Aerial view looking south of the East 31st Street bridge crossing South Lake Shore Drive. The road would be renamed after Jean Baptiste Point DuSable under an ordinance pending before the Chicago City Council. | Brian Ernst/Sun-Times

“We do have the votes. … That’s why there’s all of these moves to try and … deter our colleagues from their first inclination,” Ald. Sophia King said, calling the more costly alternatives that have been suggested “kind of insulting.”

The votes were there last month to rename Outer Lake Shore Drive in honor of Jean Baptiste Point DuSable and they will be there again on June 23 to forge ahead over Mayor Lori Lightfoot’s strenuous objections, Ald. Sophia King (4th) said Thursday.

“We do have the votes. We had ’em then [last month]. We have ’em going forward. That’s why there’s all of these moves to try and … deter our colleagues from their first inclination,” King told the Sun-Times.

The plan to rename Outer Drive in honor of DuSable, a Black man who was Chicago’s first permanent, non-indigenous settler, hit a parliamentary roadblock at last month’s City Council meeting.

When Ald. Brian Hopkins (2nd) declared his intention to delay the vote, King demanded a roll call. Lightfoot ignored her request and recognized Hopkins.

On Thursday, the alderman calmly explained why she expected better from Lori Lightfoot.

“The rules of order for the City Council were not taken into consideration. I felt that this was inequity playing out,” King said.

“We just saw, not 10 minutes earlier, her zoning chair do the same thing that I did and she deferred to him. It’s insulting … as a Black woman, to see that happening. But she deferred to him and I expected that same deference when it came to me. That wasn’t done.”

King and co-sponsor David Moore (17th) had threatened to call a special meeting to push the high-profile name change through. But ultimately, they decided the best way to hold their coalition together was not to drag aldermen back to a special session, but to wait until the next regularly-scheduled Council meeting, on June 23.

Moore has accused Lightfoot’s administration of trying to block the ordinance with an alternative he views as having “racial overtones”: renaming the Dan Ryan Expressway instead.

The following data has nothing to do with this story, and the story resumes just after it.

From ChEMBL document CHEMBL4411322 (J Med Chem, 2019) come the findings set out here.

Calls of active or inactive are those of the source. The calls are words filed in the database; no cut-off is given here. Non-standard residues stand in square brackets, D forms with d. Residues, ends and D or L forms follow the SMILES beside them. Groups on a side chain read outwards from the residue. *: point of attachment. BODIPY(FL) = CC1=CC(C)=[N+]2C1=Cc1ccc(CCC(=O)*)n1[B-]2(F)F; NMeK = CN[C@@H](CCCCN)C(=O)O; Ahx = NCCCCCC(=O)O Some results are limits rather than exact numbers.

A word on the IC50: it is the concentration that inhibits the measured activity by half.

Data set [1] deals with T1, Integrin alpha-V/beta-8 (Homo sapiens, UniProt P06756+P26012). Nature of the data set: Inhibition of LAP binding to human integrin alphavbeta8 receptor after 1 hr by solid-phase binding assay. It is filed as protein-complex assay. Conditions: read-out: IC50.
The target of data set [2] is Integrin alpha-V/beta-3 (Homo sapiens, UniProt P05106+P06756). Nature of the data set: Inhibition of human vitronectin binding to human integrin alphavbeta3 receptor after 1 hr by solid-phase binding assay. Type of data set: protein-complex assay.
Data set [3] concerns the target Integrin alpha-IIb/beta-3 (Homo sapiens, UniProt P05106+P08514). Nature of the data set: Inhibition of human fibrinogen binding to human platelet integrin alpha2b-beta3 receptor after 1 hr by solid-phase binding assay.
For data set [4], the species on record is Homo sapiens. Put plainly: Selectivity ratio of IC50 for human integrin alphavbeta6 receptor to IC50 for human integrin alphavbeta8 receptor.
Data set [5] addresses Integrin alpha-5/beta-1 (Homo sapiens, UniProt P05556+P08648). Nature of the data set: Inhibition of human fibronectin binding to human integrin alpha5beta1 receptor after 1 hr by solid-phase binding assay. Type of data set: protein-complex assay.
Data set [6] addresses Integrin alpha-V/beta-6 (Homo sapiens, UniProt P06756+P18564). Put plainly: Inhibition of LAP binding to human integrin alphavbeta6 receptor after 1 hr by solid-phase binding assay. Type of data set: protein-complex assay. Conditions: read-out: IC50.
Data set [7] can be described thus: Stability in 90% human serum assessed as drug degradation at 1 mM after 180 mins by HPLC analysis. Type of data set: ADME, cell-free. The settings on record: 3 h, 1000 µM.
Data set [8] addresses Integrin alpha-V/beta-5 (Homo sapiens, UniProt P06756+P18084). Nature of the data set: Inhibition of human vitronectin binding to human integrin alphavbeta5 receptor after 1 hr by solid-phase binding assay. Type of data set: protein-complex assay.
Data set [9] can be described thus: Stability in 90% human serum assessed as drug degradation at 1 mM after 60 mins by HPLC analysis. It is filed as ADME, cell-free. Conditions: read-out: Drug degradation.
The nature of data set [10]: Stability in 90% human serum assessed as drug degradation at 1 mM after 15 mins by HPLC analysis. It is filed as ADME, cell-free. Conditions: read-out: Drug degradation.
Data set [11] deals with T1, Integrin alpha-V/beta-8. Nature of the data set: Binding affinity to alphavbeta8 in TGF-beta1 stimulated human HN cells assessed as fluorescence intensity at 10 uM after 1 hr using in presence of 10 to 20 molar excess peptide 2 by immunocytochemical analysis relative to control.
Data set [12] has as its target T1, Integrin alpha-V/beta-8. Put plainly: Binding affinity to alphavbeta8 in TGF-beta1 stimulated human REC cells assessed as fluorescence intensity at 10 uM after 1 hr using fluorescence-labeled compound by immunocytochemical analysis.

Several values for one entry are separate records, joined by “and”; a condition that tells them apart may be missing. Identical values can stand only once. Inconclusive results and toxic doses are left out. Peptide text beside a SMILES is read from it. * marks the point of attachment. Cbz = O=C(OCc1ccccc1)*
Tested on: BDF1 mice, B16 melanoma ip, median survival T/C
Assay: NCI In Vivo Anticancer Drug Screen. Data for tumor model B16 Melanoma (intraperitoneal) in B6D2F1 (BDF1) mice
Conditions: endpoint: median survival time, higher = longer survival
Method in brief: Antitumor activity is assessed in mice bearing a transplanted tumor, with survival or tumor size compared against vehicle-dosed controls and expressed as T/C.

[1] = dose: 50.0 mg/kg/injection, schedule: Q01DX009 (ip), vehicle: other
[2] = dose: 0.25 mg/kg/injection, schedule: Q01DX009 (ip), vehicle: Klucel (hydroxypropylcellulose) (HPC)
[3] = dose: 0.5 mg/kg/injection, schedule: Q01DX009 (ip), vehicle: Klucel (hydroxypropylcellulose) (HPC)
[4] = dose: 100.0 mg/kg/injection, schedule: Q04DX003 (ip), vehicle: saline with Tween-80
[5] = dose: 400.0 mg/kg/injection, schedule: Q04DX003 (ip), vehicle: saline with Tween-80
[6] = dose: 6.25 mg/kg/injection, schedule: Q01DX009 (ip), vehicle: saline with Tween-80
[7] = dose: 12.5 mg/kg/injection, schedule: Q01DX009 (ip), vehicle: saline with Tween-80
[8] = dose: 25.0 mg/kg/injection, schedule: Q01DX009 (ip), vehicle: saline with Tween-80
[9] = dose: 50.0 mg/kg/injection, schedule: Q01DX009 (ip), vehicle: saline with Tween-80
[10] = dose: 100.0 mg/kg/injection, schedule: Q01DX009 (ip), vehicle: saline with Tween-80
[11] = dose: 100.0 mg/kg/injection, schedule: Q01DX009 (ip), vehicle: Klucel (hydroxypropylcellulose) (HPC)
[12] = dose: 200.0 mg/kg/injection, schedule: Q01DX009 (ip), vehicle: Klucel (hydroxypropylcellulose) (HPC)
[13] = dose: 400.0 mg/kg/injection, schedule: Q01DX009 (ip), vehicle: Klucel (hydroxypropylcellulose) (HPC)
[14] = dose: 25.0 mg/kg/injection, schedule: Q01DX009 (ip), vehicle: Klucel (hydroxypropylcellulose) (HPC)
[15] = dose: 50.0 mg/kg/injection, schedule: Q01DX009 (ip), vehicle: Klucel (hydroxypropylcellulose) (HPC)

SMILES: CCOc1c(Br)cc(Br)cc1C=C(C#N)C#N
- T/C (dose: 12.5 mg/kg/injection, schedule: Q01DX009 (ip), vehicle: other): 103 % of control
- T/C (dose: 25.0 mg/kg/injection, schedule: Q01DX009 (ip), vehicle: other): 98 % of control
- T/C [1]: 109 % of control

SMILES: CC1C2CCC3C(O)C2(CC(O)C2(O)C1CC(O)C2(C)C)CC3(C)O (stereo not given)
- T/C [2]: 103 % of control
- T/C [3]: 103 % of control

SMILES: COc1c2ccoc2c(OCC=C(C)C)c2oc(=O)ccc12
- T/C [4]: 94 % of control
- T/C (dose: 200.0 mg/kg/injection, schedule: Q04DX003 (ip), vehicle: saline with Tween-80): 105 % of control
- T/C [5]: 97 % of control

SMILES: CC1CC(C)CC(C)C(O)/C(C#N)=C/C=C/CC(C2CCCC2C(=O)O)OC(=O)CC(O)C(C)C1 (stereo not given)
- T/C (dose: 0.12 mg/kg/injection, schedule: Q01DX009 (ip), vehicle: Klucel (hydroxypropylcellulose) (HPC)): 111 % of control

Lightfoot also offered to spend $40 million to complete DuSable Park, establish an annual “DuSable Festival,” rename the downtown Riverwalk in honor of DuSable and install monuments, sculptures and educational exhibits in DuSable’s honor.

King said the mayor’s offer is no substitute for a name change.

“To come up with $45 million to not rename Outer Lake Shore Drive … is kind of insulting. It smacks of some of the same historical barriers. … It really highlights the inequity in this city. As a black woman — and she’s a black woman, too — I expect her to understand that more than most,” King said.

“I can give you concrete examples [of] the same thing that was done. Meaning, ‘We’ll give you a lot of money or other things, but you can’t have this particular item or thing.’ It was the same thing when I was landmarking the Johnson [Publishing] building, better known as the Ebony-Jet building.”

Lightfoot fears changing the name of Chicago’s most iconic and picturesque boulevard — made famous in song and movies — could hurt marketing of the city and be costly and cumbersome for homeowners and businesses.

“It’s one of the most iconic assets the city has. When you say Lake Shore Drive, people know you’re talking about Chicago. I think that’s very important,” the mayor told reporters last month.

King doesn’t buy it.

She noted the same arguments were made before Congress Parkway was renamed for Ida B. Welles after Italian-Americans blocked plans to rename Balbo Drive for Welles.

“We will be seen as an even greater city. We’ll be even more marketable. In this day of Black reckoning and really trying to understand our history and stand up to all of the racial barriers of the past, this would be a great time to say that Chicago is a diverse city and we celebrate diversity and we understand that it only makes us stronger,” King said.

“And oh, by the way, this was our founder, who just happened to be Black.”

King also made it clear she’s not done challenging Lightfoot’s decision to terminate the city’s 15-year-old redevelopment agreement with Mercy Hospital, paving the way for Trinity Health to sell the facility to Insight Chicago.

The alderman acknowledged the city’s right to unilaterally terminate the agreement without City Council approval if Mercy “breaches any other of the covenants in the RDA,” such as through a sale.

But she said the attorneys she has consulted have branded it an “anticipatory breach” that was “planned.”

There are “legal repercussions for doing that,” she said. “They all knew that this was the path they were going to take. I think that’s wrong. I think it sets a bad precedent.”

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